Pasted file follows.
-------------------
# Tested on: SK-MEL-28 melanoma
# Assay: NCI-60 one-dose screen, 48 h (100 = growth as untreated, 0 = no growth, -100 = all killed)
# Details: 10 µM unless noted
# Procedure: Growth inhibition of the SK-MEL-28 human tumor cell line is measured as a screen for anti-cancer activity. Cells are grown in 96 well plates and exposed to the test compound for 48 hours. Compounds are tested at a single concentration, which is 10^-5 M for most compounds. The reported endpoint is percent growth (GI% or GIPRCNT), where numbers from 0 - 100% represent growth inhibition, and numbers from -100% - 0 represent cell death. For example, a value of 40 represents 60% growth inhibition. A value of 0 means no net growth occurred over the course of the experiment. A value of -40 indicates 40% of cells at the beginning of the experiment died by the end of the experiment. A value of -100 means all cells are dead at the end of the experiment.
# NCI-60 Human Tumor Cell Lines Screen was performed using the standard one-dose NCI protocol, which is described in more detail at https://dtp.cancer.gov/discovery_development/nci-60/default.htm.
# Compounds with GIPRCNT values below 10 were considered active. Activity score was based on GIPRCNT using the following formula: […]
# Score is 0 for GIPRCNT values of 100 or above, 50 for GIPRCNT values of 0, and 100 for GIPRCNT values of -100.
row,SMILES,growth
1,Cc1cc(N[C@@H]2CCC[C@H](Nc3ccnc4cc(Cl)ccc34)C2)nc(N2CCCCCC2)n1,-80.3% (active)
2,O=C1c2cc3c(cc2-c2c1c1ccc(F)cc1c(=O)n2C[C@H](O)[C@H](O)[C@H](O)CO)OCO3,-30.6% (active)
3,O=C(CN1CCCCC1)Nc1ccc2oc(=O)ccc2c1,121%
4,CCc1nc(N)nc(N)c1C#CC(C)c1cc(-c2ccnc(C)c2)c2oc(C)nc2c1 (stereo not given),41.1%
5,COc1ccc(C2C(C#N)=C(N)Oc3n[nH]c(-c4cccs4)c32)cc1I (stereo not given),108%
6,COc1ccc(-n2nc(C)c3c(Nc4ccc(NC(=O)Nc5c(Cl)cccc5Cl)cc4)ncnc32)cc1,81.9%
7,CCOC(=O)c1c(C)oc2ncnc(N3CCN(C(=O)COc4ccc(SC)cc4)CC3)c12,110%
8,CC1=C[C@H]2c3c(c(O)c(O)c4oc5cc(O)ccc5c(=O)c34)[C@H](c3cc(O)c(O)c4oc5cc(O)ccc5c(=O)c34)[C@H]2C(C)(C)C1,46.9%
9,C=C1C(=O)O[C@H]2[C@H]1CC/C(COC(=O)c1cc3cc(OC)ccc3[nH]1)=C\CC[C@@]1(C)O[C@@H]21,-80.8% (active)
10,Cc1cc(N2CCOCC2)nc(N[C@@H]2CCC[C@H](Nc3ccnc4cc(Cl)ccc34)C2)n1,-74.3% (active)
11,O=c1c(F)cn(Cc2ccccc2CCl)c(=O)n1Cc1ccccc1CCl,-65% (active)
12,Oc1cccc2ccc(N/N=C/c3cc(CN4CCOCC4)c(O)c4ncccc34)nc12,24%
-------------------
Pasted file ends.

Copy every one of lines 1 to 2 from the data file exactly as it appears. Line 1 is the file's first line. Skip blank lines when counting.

# Tested on: SK-MEL-28 melanoma
# Assay: NCI-60 one-dose screen, 48 h (100 = growth as untreated, 0 = no growth, -100 = all killed)